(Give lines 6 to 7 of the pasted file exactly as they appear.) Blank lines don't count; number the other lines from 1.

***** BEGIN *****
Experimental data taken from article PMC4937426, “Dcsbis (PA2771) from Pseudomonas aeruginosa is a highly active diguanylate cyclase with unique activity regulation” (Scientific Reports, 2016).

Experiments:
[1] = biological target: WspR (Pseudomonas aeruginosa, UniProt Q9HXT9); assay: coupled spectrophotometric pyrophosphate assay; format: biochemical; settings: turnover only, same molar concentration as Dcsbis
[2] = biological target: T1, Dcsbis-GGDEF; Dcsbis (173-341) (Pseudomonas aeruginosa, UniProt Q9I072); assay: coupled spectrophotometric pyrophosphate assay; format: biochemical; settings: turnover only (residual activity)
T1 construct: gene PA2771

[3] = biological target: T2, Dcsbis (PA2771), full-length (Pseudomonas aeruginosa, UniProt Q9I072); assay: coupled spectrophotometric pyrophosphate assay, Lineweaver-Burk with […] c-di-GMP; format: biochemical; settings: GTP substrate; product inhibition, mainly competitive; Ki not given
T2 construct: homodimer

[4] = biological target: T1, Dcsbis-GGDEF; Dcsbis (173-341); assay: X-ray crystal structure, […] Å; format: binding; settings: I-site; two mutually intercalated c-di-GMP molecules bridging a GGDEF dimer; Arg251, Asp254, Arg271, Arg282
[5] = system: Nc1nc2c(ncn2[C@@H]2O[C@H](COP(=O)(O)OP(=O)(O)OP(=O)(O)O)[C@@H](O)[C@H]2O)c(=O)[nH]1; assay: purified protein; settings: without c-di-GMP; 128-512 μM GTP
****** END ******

[3] = biological target: T2, Dcsbis (PA2771), full-length (Pseudomonas aeruginosa, UniProt Q9I072); assay: coupled spectrophotometric pyrophosphate assay, Lineweaver-Burk with […] c-di-GMP; format: biochemical; settings: GTP substrate; product inhibition, mainly competitive; Ki not given
T2 construct: homodimer